Warning: The details in this announcement may be triggering. Supports are available at the Indian Residential School Survivors Society (IRSSS) at 1-800-721-0066.
The journey to healing has never stopped for residential school survivors Liliane Squinas, Ella Stillas and Terry Boucher.
All three Dakelh women were surrounded by various supports at the Lhtako Family Centre near Quesnel on Tuesday, Jan. 25 after the Williams Lake First Nation (WLFN) released the preliminary findings of the St. Joseph’s Mission investigation.
“I found the morning chief’s meeting a lot harder than the afternoon, maybe because I heard it earlier,” said Squinas, Chief of the Lhoosk’uz Dené Nation.
Squinas was one of several chiefs who attended a closed virtual meeting before the findings were publicly live-streamed Tuesday afternoon on Facebook.
“That came out really strong amongst all the leadership — we all have to be worried about how our community is going to take it, and that’s why both Lhtako and Lhoosk’uz Dené they’ve done really well in bringing in both the western and the traditional support mechanisms in place before this got aired,” she said.
“You do worry about your membership, especially the ones that are still suffering in silence.”
Traditional healer Johnny Johnson was on-site for brushing down and a talking circle was held before people of all ages gathered at the Lhtako Hall next door to watch the afternoon conference.
The preliminary investigation revealed 93 potential graves and a dark history of cover-up and abuse.
Squinas attended St. Joseph’s Mission for 10 years and has not yet shared her story with the WLFN’s investigation team, believing priority should be given to older survivors who may be in poor health.
Her uncle Lashaway Alec from Nazko attended St. Joseph’s Mission when it began as an industrial school, as did her late mother.
Alec was able to share his story and have it recorded. Squinas credited her maternal grandmother, whom she described as a powerful matriarch, for keeping their family together and strong.
“Every day something triggers a bad memory, and you can no longer bury it no more,” she said.
“I swear we got used to doing that when we left the residential school. We weren’t permitted to talk about it, so you learned to bury it. So now that we’re at an older age, we’re learning to tackle it every day.”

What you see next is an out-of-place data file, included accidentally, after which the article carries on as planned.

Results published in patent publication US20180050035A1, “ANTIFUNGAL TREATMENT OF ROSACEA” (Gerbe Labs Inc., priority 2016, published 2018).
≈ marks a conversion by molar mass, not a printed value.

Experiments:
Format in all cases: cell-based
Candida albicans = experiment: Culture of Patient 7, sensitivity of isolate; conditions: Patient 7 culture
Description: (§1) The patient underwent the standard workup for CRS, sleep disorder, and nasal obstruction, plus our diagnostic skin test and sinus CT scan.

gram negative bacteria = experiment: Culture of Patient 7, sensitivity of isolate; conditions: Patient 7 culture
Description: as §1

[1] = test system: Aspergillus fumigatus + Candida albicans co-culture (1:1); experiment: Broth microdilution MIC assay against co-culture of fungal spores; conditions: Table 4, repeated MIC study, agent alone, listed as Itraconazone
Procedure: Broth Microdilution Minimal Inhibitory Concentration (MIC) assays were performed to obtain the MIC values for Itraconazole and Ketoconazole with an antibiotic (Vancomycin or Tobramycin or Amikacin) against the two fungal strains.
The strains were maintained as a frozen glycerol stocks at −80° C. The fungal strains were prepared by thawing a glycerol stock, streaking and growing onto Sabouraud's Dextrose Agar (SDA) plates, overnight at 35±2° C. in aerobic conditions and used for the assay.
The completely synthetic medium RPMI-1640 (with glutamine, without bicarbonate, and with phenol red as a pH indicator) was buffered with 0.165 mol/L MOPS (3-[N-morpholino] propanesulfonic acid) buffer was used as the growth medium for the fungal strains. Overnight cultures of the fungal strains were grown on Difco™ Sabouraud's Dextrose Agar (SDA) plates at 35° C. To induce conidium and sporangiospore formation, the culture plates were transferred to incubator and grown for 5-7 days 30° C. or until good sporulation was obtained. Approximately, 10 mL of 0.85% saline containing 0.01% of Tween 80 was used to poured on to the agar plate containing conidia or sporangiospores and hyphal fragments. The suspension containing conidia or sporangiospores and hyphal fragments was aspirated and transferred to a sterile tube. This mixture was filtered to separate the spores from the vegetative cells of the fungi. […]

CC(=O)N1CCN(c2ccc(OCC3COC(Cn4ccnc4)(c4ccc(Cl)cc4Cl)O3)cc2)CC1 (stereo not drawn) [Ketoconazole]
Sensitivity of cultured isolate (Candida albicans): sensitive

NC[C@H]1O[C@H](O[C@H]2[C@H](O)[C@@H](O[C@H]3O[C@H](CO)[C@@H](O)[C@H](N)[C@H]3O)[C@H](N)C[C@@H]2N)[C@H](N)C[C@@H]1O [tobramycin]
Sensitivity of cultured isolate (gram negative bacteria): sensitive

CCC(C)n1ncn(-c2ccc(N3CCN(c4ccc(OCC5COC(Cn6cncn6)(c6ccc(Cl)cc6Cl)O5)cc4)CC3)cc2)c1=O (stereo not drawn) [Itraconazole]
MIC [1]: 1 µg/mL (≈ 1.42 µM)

Lhoosk’uz Dene Coun. Ella Stillas’ eyes had glistened with tears following the preliminary geophysical results from the first phase of the investigation.
She went to St. Joseph’s Mission for three years.
“It hit me hard,” Stillas said. “It’s a lifetime damaged through all the things that happened.”
Stillas has been on her healing journey for about 30-years.
She quit drinking and went to a treatment centre before working as a family counselor at the Nenqayni Wellness Centre for eight years.
“I keep trying to move forward no matter what, but it’s hard sometimes,” Stillas said.
She believes counselors need to be available at all times for face-to-face services within the community.
“We don’t have anybody to fall back on to say, okay, I need to talk to someone so that person is right there,” Stillas said.
“I think with COVID, it’s also getting hard getting a hold of people and you’re scared to get mixed with other people.”
Like Squinas, Lhtako Dene family support worker Terry Boucher also attended St. Joseph’s Mission located south of Williams Lake for 10-years.
Boucher said there was a lot of physical and sexual abuse from both the priests and nuns.
After leaving, she started drinking, trying to blackout much of what had happened to her.
“When I first started my healing, I would run out of the meetings,” Boucher said.
“I didn’t want to hear about it, and then I started to slowly, slowly go and start my healing journey.”
Boucher has been on her healing journey for several decades now and works towards helping families.
While budgets are often tight for programming, Boucher said she applies for any proposals and that they do run various workshops.
“We’re trying to get our people out from the alcohol, and we have some band members that are addicted,” she said.
“Intergenerational trauma continues, but once you start healing things get better a little bit at a time.”
On Monday mornings, there is typically sewing, and throughout the week, money permitting, other activities such as basket and moccasin making and beading. A men’s workshop on making dipnets has also been held, and Boucher said they are hoping to find someone to teach them how to craft snowshoes, although it is like a lost art.
Lhtako Dené Nation tries to hold at least two healing workshops throughout the year, often bringing healers like Johnson to their territory.
(Wiles files from Monica Lamb-Yorski)
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